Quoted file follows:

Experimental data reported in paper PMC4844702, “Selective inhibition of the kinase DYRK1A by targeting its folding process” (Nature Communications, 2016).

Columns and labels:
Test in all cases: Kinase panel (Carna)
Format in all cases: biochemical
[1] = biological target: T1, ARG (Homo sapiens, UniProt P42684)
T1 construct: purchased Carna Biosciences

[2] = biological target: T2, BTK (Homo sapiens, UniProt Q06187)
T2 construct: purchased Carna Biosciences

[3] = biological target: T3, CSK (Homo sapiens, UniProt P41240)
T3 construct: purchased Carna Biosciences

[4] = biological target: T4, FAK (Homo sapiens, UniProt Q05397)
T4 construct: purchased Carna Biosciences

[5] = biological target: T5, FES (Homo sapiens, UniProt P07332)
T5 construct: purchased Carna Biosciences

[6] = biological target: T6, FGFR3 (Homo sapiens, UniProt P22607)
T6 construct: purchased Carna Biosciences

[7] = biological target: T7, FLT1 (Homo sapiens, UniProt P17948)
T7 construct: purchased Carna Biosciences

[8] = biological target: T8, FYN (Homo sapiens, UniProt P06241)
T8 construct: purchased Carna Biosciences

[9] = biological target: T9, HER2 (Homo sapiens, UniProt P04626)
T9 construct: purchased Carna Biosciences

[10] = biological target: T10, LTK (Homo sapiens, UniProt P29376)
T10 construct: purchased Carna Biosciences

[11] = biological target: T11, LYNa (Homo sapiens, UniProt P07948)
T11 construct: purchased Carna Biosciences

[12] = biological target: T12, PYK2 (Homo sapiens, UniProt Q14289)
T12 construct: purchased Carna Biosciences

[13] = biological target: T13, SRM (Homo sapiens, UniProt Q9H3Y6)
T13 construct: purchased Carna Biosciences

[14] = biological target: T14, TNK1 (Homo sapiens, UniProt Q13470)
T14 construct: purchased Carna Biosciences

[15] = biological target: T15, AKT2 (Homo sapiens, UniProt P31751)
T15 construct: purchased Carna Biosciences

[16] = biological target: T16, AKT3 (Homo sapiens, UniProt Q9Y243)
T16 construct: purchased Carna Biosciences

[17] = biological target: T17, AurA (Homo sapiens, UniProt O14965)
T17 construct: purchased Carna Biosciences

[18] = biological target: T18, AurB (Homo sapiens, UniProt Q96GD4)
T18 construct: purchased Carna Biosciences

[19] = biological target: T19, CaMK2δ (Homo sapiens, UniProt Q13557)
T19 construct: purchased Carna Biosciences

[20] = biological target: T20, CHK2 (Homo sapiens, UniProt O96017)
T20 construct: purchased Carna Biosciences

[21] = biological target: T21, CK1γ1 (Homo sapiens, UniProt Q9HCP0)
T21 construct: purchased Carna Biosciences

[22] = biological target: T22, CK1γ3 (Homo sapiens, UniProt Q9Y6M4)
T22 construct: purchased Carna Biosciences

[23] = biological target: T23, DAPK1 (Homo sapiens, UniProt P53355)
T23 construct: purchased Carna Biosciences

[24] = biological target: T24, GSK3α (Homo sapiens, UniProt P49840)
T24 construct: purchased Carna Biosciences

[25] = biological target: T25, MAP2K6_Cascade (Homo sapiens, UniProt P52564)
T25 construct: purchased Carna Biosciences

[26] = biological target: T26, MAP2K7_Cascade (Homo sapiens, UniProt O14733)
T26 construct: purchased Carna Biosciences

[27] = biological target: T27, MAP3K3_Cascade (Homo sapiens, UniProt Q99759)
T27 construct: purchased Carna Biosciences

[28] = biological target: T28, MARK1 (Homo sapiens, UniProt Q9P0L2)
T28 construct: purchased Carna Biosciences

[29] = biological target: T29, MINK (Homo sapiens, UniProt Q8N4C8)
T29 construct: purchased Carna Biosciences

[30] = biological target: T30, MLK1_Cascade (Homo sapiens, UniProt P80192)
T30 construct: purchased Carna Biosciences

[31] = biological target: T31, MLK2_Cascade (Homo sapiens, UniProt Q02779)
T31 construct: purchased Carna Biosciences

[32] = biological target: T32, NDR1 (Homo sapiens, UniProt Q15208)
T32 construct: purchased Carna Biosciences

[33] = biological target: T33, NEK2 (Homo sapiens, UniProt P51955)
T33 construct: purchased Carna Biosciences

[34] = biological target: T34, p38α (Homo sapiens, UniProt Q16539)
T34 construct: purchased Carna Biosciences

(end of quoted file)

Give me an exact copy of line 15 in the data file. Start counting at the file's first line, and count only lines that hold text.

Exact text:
[6] = biological target: T6, FGFR3 (Homo sapiens, UniProt P22607)